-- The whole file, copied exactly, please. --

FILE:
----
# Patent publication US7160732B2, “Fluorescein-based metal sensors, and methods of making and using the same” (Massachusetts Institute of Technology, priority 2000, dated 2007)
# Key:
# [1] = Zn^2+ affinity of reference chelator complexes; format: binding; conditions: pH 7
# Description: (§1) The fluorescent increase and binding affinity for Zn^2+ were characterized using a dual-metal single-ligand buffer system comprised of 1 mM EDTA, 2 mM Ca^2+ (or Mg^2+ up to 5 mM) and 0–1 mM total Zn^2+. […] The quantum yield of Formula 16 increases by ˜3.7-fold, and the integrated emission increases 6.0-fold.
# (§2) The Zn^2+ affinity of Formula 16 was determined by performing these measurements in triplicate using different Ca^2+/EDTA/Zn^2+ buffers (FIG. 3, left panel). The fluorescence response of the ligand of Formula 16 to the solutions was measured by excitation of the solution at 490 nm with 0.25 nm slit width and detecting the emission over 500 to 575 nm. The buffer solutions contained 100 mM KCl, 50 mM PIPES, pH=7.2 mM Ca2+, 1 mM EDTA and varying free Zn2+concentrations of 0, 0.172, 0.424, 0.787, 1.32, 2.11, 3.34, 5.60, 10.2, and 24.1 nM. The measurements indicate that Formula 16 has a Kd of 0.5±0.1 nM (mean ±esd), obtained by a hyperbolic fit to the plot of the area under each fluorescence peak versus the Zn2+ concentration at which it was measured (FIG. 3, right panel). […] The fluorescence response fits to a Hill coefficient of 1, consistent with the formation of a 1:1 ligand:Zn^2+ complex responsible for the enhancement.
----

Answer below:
# Patent publication US7160732B2, “Fluorescein-based metal sensors, and methods of making and using the same” (Massachusetts Institute of Technology, priority 2000, dated 2007)
# Key:
# [1] = Zn^2+ affinity of reference chelator complexes; format: binding; conditions: pH 7
# Description: (§1) The fluorescent increase and binding affinity for Zn^2+ were characterized using a dual-metal single-ligand buffer system comprised of 1 mM EDTA, 2 mM Ca^2+ (or Mg^2+ up to 5 mM) and 0–1 mM total Zn^2+. […] The quantum yield of Formula 16 increases by ˜3.7-fold, and the integrated emission increases 6.0-fold.
# (§2) The Zn^2+ affinity of Formula 16 was determined by performing these measurements in triplicate using different Ca^2+/EDTA/Zn^2+ buffers (FIG. 3, left panel). The fluorescence response of the ligand of Formula 16 to the solutions was measured by excitation of the solution at 490 nm with 0.25 nm slit width and detecting the emission over 500 to 575 nm. The buffer solutions contained 100 mM KCl, 50 mM PIPES, pH=7.2 mM Ca2+, 1 mM EDTA and varying free Zn2+concentrations of 0, 0.172, 0.424, 0.787, 1.32, 2.11, 3.34, 5.60, 10.2, and 24.1 nM. The measurements indicate that Formula 16 has a Kd of 0.5±0.1 nM (mean ±esd), obtained by a hyperbolic fit to the plot of the area under each fluorescence peak versus the Zn2+ concentration at which it was measured (FIG. 3, right panel). […] The fluorescence response fits to a Hill coefficient of 1, consistent with the formation of a 1:1 ligand:Zn^2+ complex responsible for the enhancement.